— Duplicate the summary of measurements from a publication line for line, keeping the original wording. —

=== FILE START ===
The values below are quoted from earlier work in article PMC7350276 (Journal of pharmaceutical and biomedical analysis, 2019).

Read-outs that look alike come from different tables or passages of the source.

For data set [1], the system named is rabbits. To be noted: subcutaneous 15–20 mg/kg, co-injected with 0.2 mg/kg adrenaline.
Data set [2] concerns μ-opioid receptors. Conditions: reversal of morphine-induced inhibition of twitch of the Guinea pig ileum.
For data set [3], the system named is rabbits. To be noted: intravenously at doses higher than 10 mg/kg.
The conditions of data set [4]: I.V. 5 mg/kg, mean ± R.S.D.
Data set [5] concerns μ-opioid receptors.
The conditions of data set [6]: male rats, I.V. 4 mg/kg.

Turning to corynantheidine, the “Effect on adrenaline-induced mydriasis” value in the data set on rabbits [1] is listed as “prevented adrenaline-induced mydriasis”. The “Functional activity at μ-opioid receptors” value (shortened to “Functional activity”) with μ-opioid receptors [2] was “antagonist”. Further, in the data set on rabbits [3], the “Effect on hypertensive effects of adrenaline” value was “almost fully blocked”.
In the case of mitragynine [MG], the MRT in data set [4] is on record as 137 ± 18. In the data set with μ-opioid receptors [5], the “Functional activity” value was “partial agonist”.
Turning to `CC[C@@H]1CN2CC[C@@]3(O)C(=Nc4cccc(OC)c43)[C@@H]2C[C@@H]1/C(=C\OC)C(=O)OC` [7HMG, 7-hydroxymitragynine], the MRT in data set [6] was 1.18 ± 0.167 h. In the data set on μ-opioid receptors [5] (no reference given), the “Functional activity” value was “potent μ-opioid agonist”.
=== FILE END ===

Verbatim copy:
The values below are quoted from earlier work in article PMC7350276 (Journal of pharmaceutical and biomedical analysis, 2019).

Read-outs that look alike come from different tables or passages of the source.

For data set [1], the system named is rabbits. To be noted: subcutaneous 15–20 mg/kg, co-injected with 0.2 mg/kg adrenaline.
Data set [2] concerns μ-opioid receptors. Conditions: reversal of morphine-induced inhibition of twitch of the Guinea pig ileum.
For data set [3], the system named is rabbits. To be noted: intravenously at doses higher than 10 mg/kg.
The conditions of data set [4]: I.V. 5 mg/kg, mean ± R.S.D.
Data set [5] concerns μ-opioid receptors.
The conditions of data set [6]: male rats, I.V. 4 mg/kg.

Turning to corynantheidine, the “Effect on adrenaline-induced mydriasis” value in the data set on rabbits [1] is listed as “prevented adrenaline-induced mydriasis”. The “Functional activity at μ-opioid receptors” value (shortened to “Functional activity”) with μ-opioid receptors [2] was “antagonist”. Further, in the data set on rabbits [3], the “Effect on hypertensive effects of adrenaline” value was “almost fully blocked”.
In the case of mitragynine [MG], the MRT in data set [4] is on record as 137 ± 18. In the data set with μ-opioid receptors [5], the “Functional activity” value was “partial agonist”.
Turning to `CC[C@@H]1CN2CC[C@@]3(O)C(=Nc4cccc(OC)c43)[C@@H]2C[C@@H]1/C(=C\OC)C(=O)OC` [7HMG, 7-hydroxymitragynine], the MRT in data set [6] was 1.18 ± 0.167 h. In the data set on μ-opioid receptors [5] (no reference given), the “Functional activity” value was “potent μ-opioid agonist”.